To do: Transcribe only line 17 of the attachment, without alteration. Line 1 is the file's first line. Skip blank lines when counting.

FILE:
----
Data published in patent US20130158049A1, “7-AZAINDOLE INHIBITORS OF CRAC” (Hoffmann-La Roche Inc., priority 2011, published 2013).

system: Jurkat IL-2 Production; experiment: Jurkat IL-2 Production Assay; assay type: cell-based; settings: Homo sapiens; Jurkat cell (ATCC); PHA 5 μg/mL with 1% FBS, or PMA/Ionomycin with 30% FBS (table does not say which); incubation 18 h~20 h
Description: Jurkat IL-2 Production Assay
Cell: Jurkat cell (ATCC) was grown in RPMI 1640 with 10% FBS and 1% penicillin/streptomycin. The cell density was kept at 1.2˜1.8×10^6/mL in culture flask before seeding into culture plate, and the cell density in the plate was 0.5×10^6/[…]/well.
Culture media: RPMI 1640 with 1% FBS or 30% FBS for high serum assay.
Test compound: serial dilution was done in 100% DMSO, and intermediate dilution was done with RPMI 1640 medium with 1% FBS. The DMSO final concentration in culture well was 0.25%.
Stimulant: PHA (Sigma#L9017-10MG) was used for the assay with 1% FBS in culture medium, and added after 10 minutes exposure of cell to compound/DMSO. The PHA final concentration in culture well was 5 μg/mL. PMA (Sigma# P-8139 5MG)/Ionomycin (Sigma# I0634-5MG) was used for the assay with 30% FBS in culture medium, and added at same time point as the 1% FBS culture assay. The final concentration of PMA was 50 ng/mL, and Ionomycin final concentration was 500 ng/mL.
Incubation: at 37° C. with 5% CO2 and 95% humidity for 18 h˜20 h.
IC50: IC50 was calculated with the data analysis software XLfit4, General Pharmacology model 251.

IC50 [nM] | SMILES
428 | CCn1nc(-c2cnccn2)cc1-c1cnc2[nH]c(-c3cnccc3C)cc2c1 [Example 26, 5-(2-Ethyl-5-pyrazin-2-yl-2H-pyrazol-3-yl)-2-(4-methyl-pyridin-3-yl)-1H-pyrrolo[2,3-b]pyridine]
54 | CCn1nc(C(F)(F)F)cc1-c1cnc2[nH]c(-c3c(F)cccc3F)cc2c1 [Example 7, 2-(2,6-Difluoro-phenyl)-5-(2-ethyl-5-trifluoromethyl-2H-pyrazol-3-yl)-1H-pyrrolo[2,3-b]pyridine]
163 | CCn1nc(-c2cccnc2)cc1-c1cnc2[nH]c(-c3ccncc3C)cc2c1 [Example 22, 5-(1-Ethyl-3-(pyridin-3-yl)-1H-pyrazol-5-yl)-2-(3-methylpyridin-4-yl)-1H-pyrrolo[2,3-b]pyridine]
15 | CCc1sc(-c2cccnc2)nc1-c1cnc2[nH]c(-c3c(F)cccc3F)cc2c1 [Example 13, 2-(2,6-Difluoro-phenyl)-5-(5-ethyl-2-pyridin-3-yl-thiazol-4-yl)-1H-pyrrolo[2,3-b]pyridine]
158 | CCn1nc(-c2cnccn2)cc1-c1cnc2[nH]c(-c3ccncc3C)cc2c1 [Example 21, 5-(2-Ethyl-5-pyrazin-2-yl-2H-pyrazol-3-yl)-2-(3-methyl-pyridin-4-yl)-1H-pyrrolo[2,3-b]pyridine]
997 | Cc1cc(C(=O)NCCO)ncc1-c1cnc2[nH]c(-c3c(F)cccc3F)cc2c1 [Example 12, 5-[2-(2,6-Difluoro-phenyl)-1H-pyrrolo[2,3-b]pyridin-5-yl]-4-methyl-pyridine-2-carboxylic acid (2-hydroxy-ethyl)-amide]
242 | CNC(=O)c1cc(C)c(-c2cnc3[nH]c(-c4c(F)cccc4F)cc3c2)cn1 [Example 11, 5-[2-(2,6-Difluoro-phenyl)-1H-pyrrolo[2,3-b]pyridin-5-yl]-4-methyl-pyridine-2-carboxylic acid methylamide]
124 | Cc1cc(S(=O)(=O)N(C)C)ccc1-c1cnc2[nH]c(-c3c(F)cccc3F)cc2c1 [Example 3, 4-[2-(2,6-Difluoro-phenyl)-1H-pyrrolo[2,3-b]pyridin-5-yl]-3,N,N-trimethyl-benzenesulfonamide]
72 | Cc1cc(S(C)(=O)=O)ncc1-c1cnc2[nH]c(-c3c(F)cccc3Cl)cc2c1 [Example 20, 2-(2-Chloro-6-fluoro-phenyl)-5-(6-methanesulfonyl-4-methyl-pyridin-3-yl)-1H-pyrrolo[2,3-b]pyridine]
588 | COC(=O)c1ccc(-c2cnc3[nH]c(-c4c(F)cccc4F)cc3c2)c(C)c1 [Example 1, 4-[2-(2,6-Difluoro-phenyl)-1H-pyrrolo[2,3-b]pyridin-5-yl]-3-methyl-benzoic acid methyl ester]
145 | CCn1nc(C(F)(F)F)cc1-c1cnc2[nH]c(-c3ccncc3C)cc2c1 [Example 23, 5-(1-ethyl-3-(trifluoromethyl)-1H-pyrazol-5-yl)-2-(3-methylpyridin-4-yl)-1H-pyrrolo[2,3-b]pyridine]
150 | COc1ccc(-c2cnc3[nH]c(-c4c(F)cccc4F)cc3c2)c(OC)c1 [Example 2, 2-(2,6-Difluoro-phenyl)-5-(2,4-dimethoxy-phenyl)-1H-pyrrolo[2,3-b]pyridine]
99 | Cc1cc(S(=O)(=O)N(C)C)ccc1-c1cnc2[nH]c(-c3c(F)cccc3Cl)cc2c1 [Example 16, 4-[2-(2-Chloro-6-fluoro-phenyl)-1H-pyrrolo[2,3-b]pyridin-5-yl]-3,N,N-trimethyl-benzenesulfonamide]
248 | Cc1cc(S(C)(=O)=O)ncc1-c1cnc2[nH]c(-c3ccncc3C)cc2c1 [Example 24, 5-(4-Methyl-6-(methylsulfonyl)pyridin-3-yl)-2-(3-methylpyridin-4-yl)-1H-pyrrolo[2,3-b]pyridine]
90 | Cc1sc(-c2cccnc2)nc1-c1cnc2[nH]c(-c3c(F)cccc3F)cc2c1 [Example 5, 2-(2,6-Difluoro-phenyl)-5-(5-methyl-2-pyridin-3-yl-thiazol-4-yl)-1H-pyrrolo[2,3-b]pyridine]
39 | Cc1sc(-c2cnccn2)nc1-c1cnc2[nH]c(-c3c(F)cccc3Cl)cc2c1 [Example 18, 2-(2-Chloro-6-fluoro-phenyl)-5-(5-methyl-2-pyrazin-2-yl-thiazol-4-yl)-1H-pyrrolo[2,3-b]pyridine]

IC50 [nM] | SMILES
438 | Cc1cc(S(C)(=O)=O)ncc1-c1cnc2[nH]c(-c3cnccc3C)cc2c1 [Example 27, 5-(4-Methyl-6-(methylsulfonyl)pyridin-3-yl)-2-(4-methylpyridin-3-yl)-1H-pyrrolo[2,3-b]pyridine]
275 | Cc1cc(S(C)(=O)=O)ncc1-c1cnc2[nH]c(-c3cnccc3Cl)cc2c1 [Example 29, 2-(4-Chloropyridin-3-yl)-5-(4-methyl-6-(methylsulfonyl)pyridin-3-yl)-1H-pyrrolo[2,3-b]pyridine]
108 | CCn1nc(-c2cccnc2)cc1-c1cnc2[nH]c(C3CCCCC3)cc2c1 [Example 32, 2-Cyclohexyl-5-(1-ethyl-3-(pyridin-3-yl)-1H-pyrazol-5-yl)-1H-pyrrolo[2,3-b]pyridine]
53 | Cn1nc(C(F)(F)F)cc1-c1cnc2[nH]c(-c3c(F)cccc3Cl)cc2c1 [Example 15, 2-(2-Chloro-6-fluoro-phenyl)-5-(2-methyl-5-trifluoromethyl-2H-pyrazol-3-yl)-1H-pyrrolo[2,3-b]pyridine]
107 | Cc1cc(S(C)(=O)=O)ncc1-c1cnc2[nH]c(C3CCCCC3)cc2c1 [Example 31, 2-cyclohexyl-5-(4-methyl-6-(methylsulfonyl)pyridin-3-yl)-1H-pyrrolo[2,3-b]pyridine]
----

242 | CNC(=O)c1cc(C)c(-c2cnc3[nH]c(-c4c(F)cccc4F)cc3c2)cn1 [Example 11, 5-[2-(2,6-Difluoro-phenyl)-1H-pyrrolo[2,3-b]pyridin-5-yl]-4-methyl-pyridine-2-carboxylic acid methylamide]